Death toll from Philippines typhoon reaches 22

Filed on October 30, 2020
Shop workers clean up crates of fallen bottles after a 6.7-magnitude earthquake hit near the town of Cataingan in the central Philippine province of Masbate on August 18, 2020. - The strong earthquake shook the central Philippines on August 18, sending residents fleeing their homes and damaging buildings and roads, with at least one person reported killed. (Photo by Christopher Decamon / AFP)


Typhoon Molave displaces over 775,513 people across seven regions in the main island of Luzon and the central Philippines

The death toll from typhoon Molave in the Philippines has increased to 22, while four others remained missing and 39 people were injured, the government disaster agency said on Friday, adding that another storm was fast approaching.

In the latest update, the National Disaster Risk Reduction and Management Council (NDRRMC) said that Molave, the 17th tropical cyclone to lash the Philippines this year, displaced over 775,513 people across seven regions in the main island of Luzon and the central Philippines, Xinhua news agency reported.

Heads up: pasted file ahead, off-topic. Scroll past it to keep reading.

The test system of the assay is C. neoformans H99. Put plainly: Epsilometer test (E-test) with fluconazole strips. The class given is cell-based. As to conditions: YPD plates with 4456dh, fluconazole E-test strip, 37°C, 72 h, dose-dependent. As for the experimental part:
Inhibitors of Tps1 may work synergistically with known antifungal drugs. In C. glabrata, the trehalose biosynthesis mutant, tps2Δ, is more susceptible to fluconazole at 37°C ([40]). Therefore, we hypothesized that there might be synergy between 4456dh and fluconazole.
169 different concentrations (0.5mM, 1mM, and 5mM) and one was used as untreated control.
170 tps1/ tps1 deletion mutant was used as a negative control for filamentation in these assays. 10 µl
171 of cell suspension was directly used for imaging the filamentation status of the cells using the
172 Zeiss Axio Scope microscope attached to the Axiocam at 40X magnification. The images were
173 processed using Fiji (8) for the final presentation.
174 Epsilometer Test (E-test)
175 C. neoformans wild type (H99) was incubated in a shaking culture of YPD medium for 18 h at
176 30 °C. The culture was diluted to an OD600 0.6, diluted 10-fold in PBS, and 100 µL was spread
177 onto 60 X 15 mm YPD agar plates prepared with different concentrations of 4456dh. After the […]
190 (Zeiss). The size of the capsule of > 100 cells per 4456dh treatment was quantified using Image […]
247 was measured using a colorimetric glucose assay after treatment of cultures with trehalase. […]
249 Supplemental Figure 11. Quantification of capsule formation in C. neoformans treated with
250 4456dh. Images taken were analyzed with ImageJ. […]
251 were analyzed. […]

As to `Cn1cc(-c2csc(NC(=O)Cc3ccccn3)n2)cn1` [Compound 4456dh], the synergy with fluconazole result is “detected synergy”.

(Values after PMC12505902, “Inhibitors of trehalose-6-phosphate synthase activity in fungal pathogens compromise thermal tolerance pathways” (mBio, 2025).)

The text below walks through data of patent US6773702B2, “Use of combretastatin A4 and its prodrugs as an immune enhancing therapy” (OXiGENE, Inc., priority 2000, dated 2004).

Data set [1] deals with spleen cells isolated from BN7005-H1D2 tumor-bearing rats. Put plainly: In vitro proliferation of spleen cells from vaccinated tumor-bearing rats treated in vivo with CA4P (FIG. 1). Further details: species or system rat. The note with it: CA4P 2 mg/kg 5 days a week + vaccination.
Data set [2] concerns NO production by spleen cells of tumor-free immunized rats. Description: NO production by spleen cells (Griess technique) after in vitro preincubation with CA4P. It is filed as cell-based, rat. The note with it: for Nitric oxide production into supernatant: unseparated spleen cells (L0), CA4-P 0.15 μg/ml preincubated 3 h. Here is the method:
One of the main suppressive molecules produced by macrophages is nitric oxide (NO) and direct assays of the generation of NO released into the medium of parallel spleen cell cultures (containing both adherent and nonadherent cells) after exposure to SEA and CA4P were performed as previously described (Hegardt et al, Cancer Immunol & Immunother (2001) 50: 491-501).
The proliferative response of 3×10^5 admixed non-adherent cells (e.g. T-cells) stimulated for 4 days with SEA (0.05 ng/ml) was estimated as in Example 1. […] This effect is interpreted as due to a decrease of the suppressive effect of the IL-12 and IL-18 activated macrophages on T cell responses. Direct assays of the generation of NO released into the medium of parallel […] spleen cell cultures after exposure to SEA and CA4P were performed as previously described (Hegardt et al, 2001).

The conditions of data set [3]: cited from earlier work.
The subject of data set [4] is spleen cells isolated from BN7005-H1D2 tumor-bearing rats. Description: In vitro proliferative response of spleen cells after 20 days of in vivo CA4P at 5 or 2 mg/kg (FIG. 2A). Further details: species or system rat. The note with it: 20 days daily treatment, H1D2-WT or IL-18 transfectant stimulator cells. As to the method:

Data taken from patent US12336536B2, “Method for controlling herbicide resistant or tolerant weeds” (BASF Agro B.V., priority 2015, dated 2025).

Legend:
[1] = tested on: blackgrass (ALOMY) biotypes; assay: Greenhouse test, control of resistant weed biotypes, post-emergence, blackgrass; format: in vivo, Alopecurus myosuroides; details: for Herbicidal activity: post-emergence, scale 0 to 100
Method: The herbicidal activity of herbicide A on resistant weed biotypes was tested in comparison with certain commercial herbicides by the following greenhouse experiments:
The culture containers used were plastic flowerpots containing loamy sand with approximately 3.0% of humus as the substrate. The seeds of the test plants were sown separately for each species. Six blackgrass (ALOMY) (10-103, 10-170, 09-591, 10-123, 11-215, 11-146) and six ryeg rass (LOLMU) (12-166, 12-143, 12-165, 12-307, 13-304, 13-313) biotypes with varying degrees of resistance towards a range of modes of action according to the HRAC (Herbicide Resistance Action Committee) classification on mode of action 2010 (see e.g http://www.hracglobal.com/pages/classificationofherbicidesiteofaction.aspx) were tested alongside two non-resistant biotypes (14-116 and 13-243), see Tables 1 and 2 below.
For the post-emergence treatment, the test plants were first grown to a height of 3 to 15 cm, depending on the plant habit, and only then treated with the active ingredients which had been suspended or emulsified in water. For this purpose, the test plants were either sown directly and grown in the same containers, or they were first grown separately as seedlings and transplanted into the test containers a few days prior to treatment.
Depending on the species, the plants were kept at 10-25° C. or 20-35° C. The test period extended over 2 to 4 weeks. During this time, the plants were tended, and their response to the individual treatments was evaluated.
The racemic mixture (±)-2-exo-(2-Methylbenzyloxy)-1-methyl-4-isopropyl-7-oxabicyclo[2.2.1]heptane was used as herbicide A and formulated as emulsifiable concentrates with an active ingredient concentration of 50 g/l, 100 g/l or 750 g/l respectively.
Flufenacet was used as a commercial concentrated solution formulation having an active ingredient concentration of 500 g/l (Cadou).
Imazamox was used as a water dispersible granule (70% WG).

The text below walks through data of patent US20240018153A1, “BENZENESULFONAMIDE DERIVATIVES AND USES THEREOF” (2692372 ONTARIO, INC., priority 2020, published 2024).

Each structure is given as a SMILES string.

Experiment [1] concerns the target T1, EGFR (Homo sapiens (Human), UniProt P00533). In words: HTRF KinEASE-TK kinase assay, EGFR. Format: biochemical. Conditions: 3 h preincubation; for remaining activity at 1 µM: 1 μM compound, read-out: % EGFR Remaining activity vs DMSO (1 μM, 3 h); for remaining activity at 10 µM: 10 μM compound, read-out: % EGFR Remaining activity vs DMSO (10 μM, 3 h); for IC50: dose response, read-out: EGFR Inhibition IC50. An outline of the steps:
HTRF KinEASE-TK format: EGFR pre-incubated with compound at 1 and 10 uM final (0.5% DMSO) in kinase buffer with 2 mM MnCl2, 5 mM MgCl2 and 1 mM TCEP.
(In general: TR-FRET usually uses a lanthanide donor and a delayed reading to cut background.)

The NDRRMC said more than 16,000 affected villagers were either staying in 150 evacuation centers or with relatives.

Strong winds and rain have caused extensive damage on crops and infrastructure, the agency said.

Molave slammed into the country's eastern coast on Sunday night, bringing heavy rains and strong winds that toppled trees and power lines.

The country was still reeling from the flooding triggered by tropical Storm Saudel, which slammed the the Philippines last week.

Meanwhile, PAGASA, the country's weather bureau, said on Friday that typhoon Goni is forecast to make landfall on the eastern shore of the Luzon island on Sunday night or Monday morning.

Some of the provinces pummeled by Molave are in its path.

About 20 typhoons and tropical storms batter the Philippines each year.

The archipelago of 110 million people has frequent earthquakes and volcanic eruptions.

It is one of the most disaster-prone countries in the world due to its location in the "Pacific Ring of Fire" and Pacific typhoon belt.

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